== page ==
Wednesday, October 12, 2011

A Great Place for a Seizure by Terry Tracy

A Great Place for a SeizureSUMMARY (from Goodreads): Mischa Dunn's family flees Chile in the wake of the 1973 coup d’├ętat that installs a military dictatorship. She settles comfortably in her newly adopted country, the United States, until one day, an unexplained seizure in a library signals the beginning of her life with epilepsy. With an engaging balance of humor, insight, and sensitivity Mischa draws the reader into a vivid tale that travels across three continents over thirty years.


A Great Place for a Seizure tells us a fictional life-story of an epileptic. However, this book is much more than just that, as it introduces the reader to places, people and cultures halfway across the globe, from Chile to the States, Guatemala, and United Kingdom.

Though numerous topics are interesting, the transitions between them are sometimes jumpy and therefore confusing. Tracy’s writing is in some places matter-of-factly, and medical explanations are tedious, although educational, on some spots. There are some grammatical mistakes; however, they do not interfere with reading. The strongest point of Tracy’s writing is her exploration of emotions and mentality of the main protagonist.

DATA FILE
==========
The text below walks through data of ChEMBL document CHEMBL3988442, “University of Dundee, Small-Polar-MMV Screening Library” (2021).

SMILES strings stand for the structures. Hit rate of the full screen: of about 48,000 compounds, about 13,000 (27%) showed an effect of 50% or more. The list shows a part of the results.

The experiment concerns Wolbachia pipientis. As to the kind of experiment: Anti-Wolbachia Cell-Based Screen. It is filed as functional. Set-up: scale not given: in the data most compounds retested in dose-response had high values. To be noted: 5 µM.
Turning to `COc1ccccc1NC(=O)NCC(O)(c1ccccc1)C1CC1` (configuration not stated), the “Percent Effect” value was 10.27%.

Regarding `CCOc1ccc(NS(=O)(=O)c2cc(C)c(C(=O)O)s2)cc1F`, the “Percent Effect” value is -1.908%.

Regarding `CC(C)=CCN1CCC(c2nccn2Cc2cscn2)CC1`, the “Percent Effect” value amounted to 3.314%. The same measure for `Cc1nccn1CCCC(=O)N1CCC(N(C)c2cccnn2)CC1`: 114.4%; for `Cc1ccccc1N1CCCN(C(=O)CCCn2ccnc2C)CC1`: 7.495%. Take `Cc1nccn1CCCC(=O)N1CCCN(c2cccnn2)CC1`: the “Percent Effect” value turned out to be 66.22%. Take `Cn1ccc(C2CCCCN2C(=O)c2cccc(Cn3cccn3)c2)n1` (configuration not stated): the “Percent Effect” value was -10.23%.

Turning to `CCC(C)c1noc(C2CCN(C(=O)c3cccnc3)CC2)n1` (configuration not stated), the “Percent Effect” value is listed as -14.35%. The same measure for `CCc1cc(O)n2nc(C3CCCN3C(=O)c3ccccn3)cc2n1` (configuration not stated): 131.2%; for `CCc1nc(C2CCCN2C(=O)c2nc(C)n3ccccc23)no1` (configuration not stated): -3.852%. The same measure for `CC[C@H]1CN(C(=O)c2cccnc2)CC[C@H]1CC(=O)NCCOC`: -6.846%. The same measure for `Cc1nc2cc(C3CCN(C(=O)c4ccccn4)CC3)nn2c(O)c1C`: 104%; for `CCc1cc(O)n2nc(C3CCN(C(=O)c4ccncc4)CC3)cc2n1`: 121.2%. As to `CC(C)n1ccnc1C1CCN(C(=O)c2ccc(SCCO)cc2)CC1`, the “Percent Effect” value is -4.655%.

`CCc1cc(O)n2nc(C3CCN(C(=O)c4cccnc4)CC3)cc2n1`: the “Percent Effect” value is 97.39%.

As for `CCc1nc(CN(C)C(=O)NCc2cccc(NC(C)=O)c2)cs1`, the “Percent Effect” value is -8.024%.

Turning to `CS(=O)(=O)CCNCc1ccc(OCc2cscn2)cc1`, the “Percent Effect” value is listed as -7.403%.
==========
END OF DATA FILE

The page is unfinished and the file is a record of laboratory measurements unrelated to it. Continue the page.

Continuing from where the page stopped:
Misha is an admirable character for her clear-headed personality and strength. She insists upon not letting her medical condition dictate the way she lives or hinder what she can accomplish. I can relate to Misha in regard to her experience with doctors. I have a great respect for many good, caring and devoted doctors. Yet, I am also familiar with doctors who treat patients as machines in need of repair, writing prescription and recommending surgeries without giving the patient a say, such doctors as Misha encounters many times.

I did not care much for Hector, Misha’s husband, at first, mainly because he and his relationship with Misha are underrepresented initially – their meeting and forming a life together is simply stated as a series of facts, which results in the lack of emotional involvement on the part of the reader. However, that changes when the author shows Hector standing up for Misha towards the end of the book and finally lets the reader into his mind. I liked that Hector very much and I just wish he had been better portrayed from the beginning.

On the whole, A Great Place for a Seizure is a good testimony of how a person should not be discouraged by a medical condition and should aspire to live a full life.

RECOMMENDATION: Despite a few of my complaints, I think this is a book everyone could benefit from, as the reader may learn something about the people living, not only with epilepsy, but with any kind of medical condition.

Thanks to the author for sending me a copy of the book in exchange for an honest and unbiased review. 

1 comment:

  1. Too many different topics can be problematic for a reader, but if in general, the book has a great over-all theme and message, it is enough. Great review!

    P.S. I see that you're reading The Vampire Lestat - yay! I wonder what you'll think of it.


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